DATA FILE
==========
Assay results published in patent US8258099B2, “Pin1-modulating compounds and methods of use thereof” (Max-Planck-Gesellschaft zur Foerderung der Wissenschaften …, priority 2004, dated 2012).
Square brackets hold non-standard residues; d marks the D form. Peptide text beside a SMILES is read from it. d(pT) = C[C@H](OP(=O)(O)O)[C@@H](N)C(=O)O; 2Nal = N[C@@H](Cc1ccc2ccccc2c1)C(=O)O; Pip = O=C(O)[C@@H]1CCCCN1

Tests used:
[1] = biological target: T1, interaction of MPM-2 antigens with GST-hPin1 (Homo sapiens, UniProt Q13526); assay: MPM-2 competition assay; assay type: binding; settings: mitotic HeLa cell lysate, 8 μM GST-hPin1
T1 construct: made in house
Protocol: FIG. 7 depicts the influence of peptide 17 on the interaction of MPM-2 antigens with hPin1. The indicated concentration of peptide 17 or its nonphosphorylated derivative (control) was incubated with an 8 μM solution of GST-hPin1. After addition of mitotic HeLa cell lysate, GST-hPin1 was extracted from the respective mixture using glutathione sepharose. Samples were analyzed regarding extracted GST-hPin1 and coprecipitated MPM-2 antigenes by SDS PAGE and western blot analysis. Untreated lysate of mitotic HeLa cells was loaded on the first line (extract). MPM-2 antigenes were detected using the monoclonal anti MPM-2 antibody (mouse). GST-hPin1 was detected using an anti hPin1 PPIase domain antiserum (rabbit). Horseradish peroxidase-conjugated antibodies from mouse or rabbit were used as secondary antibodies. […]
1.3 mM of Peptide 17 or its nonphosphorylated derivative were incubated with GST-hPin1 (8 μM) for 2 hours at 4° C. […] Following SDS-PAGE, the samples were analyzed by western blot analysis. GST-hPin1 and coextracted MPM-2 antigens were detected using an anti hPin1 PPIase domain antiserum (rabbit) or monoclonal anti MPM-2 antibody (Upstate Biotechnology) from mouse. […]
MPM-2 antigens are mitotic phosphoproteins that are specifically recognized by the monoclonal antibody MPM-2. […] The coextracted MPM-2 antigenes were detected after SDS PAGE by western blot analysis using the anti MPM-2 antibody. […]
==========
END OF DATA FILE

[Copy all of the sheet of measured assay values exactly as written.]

Assay results published in patent US8258099B2, “Pin1-modulating compounds and methods of use thereof” (Max-Planck-Gesellschaft zur Foerderung der Wissenschaften …, priority 2004, dated 2012).
Square brackets hold non-standard residues; d marks the D form. Peptide text beside a SMILES is read from it. d(pT) = C[C@H](OP(=O)(O)O)[C@@H](N)C(=O)O; 2Nal = N[C@@H](Cc1ccc2ccccc2c1)C(=O)O; Pip = O=C(O)[C@@H]1CCCCN1

Tests used:
[1] = biological target: T1, interaction of MPM-2 antigens with GST-hPin1 (Homo sapiens, UniProt Q13526); assay: MPM-2 competition assay; assay type: binding; settings: mitotic HeLa cell lysate, 8 μM GST-hPin1
T1 construct: made in house
Protocol: FIG. 7 depicts the influence of peptide 17 on the interaction of MPM-2 antigens with hPin1. The indicated concentration of peptide 17 or its nonphosphorylated derivative (control) was incubated with an 8 μM solution of GST-hPin1. After addition of mitotic HeLa cell lysate, GST-hPin1 was extracted from the respective mixture using glutathione sepharose. Samples were analyzed regarding extracted GST-hPin1 and coprecipitated MPM-2 antigenes by SDS PAGE and western blot analysis. Untreated lysate of mitotic HeLa cells was loaded on the first line (extract). MPM-2 antigenes were detected using the monoclonal anti MPM-2 antibody (mouse). GST-hPin1 was detected using an anti hPin1 PPIase domain antiserum (rabbit). Horseradish peroxidase-conjugated antibodies from mouse or rabbit were used as secondary antibodies. […]
1.3 mM of Peptide 17 or its nonphosphorylated derivative were incubated with GST-hPin1 (8 μM) for 2 hours at 4° C. […] Following SDS-PAGE, the samples were analyzed by western blot analysis. GST-hPin1 and coextracted MPM-2 antigens were detected using an anti hPin1 PPIase domain antiserum (rabbit) or monoclonal anti MPM-2 antibody (Upstate Biotechnology) from mouse. […]
MPM-2 antigens are mitotic phosphoproteins that are specifically recognized by the monoclonal antibody MPM-2. […] The coextracted MPM-2 antigenes were detected after SDS PAGE by western blot analysis using the anti MPM-2 antibody. […]